IT IS difficult to grasp the fact that in six months time, we shall be marking the fifth year of the Third Millennium. With a bit of luck, we shall celebrate it without all the fuss, the profiteering and the downright political incompetence of the Millennium itself.
It would be far too boring to reprise the disaster of the Dome and other politically correct schemes dreamed up by the chattering classes of North London, who were exposed by the events they planned as having absolutely no idea whatsoever what is of interest and importance to the ordinary folk of this realm.
But, almost five years on, they are two Millennium inspired creations which have stood the test of time and are still going strong. One was small and thoughtful - the work of the Yorkshire Dales Millennium Trust, based in Clapham - the second huge, grand and a massive boost to another region far from and forgotten by London: the Eden Project in Cornwall.
It takes a lot to drag me out of the Dales these days, and the thought of a near 400-mile drive on Britain's crumbling motorways fills me with dread. But so many friends had made the pilgrimage to this garden of Eden and come back bubbling with praise that, much egged on by my lady wife, we finally decided to go.
And I am jolly glad that we did. For this is perhaps the one single British project worthy of a Millennium - and I am delighted that it has brought so much pleasure to millions of gardening enthusiasts.
It has also put many, many millions of pounds into the pockets of Cornish folk who have much in common with us here in the Dales: immensely proud of their local heritage, wary of interference from Whitehall, lovers of rugby union football, and welcoming to visitors.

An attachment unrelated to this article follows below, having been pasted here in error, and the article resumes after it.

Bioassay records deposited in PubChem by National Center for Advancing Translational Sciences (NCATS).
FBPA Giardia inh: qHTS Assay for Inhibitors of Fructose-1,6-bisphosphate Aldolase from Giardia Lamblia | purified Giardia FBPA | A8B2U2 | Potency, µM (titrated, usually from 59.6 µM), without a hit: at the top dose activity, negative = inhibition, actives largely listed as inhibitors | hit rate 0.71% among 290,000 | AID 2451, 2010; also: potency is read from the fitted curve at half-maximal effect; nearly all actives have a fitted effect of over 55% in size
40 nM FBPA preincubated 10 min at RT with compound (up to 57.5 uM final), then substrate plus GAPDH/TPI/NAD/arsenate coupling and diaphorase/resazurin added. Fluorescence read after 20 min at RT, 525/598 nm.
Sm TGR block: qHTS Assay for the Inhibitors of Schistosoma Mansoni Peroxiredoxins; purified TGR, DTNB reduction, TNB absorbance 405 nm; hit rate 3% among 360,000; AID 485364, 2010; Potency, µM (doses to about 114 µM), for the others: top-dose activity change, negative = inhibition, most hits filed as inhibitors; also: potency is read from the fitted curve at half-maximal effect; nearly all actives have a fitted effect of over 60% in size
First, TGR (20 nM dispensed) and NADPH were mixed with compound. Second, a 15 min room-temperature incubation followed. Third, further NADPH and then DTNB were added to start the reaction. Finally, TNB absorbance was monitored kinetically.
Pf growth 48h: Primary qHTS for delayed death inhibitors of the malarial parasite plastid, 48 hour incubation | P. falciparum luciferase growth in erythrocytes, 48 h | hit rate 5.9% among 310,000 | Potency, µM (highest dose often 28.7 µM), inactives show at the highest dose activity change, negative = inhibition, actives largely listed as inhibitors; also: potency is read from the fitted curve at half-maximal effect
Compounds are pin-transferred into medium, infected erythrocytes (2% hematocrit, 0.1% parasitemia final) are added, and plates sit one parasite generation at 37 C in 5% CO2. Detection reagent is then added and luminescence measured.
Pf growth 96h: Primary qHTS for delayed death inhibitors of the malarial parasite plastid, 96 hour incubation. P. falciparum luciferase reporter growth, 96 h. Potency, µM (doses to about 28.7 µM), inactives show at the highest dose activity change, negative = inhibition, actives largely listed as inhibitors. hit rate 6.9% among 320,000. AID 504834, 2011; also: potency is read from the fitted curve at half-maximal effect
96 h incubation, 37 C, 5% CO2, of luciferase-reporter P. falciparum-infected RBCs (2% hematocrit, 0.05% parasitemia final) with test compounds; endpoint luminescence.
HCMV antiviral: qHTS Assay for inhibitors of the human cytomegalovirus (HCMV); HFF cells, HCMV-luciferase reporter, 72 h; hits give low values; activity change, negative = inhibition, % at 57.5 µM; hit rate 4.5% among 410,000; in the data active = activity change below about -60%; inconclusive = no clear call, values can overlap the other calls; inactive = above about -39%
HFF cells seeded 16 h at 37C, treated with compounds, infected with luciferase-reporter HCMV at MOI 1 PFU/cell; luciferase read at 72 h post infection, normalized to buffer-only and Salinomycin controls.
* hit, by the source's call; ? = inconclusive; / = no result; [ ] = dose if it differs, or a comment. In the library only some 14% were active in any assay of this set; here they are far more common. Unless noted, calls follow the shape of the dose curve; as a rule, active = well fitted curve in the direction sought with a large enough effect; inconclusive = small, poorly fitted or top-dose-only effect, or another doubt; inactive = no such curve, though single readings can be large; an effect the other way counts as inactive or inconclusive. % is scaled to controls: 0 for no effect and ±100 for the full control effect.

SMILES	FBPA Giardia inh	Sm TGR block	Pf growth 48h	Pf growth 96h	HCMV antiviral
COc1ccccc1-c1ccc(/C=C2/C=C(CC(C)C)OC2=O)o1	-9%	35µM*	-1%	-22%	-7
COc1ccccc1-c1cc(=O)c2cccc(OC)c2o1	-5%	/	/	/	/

Sadly, with many of their traditional industries gone (like tin mining, a rock hard craft once shared by many Dalesmen), they too must attract the tourists to provide the jobs to keep their children from drifting away to the towns and cities.
In creating the Eden Project from what was merely a huge hole in the earth - a china clay pit big enough to house what in fact is a small town - they have given Britain its greenest, most exciting, most modern tourist attraction which, ironically, looks back over the millennia to demonstrate man's age old relationships with plants.
Now there are hundreds, perhaps thousands, of spectacular gardens in Britain and a marvellous treat they are too. But the vast majority of them are purely ornamental, with flowers, shrubs and trees taking pride of place.
In our house, my wife looks after the flowers and I grow the useful stuff, the veg. Take me to a stately home and what I really want to see is the walled garden, where the fruit and veg was nurtured by clever gardeners to keep the Big House kitchen supplied with fresh produce all year round.
And although there are lots of pretty flowers at the Eden Project, the vast majority of it is devoted to plants which helped man achieve what we now call civilisation.
Under those huge, space-age domes - the biggest greenhouses in the world - there are growing plants that have fed the people of almost every continent and tribe in the world. But it is not just food.
There are exhibits which show how various plants produced fibres to make clothes, homes, and rope - a commodity used in enormous amounts when Britain was colonising the world in sailing ships.
There is one on the herbs that went into brewing (I liked that bit) and vegetable and salads gardens that sent me green with envy. All the produce grown is used in the centre's own restaurants, alongside meat and fish bought as a matter of policy from small local suppliers.
Best of all, this operation is non-profit making. It employs hundreds of staff, puts millions into the tills of local shops, hotel and restaurants, but any profit is ploughed back into extending the site: a new dome (sorry about that word) is already under construction which will be even bigger than the others. If we must have a flourishing tourist industry, the Eden Project shows how it should be done.